Michael Kahn was facing his accustomed audience, a roomful of actors, though what he had to talk to them about was anything but customary. Normally, on this first day of rehearsal he'd give them an intimate sense of the surroundings in which they would be putting on their play at the Shakespeare Theatre in Washington, where he is the artistic director.
In this instance, however, he could offer no such helpful insight. The production they were preparing here in the studios of the Juilliard School, for which he also runs the drama division, was headed no place near Kahn's longtime D.C. stomping ground. It would, instead, be traveling where no Kahn production had gone before, to a vast, ancient space in the cradle of world drama.
"It's the big Roman theater below the Parthenon," he told the actors. "You climb up to the Acropolis, and there is this big Roman theater. And it seats 4,000 people."
The company was impressed. Murmurs rose in the rehearsal room.
"It's a little bit daunting. Challenging is really what I mean," Kahn said. "This is a way to see a play they know really, really well. And see it differently."
Actually, daunting was the right word. Bearing Greek drama to the Greeks is like cooking a Wolfgang Puck recipe for Wolfgang Puck. Yet Kahn had readily agreed when organizers of the Athens Festival, Greece's premier arts extravaganza, offered the Shakespeare Theatre an opportunity to bring its Sophoclean trilogy "The Oedipus Plays" to the Acropolis. This would represent that extremely rare event, an American theater company -- in a production made up entirely of African American actors -- reciting the venerated texts in an amphitheater packed with the Athenian cognoscenti.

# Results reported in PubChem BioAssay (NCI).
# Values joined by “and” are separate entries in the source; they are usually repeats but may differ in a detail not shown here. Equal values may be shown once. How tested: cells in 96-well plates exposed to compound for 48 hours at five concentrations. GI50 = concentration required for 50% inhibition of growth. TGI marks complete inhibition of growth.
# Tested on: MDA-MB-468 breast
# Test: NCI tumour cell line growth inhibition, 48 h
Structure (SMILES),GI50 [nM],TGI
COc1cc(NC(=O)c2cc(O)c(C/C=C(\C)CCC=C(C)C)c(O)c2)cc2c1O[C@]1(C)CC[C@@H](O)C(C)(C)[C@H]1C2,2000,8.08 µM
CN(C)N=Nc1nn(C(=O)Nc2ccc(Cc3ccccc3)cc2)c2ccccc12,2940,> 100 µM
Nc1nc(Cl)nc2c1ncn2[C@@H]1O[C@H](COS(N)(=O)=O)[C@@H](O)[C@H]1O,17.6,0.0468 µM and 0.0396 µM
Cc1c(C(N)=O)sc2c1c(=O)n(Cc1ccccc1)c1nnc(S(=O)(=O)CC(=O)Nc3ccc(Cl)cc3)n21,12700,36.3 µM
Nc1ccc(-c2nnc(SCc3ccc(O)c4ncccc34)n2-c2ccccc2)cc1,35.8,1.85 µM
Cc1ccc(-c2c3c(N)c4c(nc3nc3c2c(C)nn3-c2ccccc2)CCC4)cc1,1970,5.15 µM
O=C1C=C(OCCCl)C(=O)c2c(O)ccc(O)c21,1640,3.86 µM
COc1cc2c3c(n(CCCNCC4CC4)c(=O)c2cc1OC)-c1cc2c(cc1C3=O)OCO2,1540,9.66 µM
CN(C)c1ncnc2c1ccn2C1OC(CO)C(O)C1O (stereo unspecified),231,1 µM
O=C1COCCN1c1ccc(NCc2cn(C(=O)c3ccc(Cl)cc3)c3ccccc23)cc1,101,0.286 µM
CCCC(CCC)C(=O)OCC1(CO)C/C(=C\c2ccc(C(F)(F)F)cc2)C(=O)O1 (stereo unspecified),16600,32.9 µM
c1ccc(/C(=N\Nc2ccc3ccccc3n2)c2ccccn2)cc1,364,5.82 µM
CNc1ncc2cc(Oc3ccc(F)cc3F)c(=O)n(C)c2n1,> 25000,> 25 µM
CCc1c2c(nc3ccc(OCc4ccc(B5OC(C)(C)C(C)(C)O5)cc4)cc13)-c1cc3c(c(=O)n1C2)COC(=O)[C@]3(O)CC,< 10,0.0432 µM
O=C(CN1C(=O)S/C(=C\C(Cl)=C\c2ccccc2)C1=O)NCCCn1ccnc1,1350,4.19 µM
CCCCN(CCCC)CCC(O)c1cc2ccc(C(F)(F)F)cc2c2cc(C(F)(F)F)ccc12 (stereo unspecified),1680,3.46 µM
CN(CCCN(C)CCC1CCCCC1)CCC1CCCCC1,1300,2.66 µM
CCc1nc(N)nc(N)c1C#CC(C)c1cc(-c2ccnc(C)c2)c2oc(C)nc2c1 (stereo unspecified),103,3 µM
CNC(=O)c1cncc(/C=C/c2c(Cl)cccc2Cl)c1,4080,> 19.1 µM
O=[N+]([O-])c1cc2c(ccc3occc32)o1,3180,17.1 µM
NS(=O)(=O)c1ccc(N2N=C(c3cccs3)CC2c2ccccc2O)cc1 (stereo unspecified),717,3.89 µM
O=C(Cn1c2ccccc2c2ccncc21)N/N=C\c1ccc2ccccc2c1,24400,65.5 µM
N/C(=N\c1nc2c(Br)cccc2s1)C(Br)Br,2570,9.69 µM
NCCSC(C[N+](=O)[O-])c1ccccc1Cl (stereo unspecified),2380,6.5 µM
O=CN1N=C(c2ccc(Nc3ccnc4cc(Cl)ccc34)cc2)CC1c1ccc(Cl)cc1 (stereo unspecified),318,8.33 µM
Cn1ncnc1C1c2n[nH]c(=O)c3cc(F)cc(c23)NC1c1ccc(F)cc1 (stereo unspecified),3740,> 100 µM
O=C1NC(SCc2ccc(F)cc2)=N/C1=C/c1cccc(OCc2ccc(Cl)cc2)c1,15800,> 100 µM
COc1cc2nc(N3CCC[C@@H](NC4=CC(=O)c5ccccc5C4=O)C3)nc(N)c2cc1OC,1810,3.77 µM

As a result, the Shakespeare Theatre will make its Acropolis debut tonight, ending its visit after a second performance tomorrow. With Avery Brooks reprising the role of Oedipus, and featuring such other returning actors as Earle Hyman (as Teiresias) and Cynthia Martells (Antigone), the production is very similar to the one Kahn staged at the Shakespeare two years ago. Though during that run, there was no need for surtitles.
Not only is "The Oedipus Plays" the longest-distance transfer in the history of Kahn's theater, it's virtually the only such transfer. Some years ago he took an "As You Like It" to the University of South Carolina, and that's about it, Kahn said, for the Shakespeare Theatre's experience on the road. The company's limited wanderings may be a function of the high cost of mobility: The price of exporting "The Oedipus Plays" to Greece is about $400,000. Most of the money was raised from private sources, although the U.S. government is picking up a fraction of the tab -- $15,000, according to Kahn.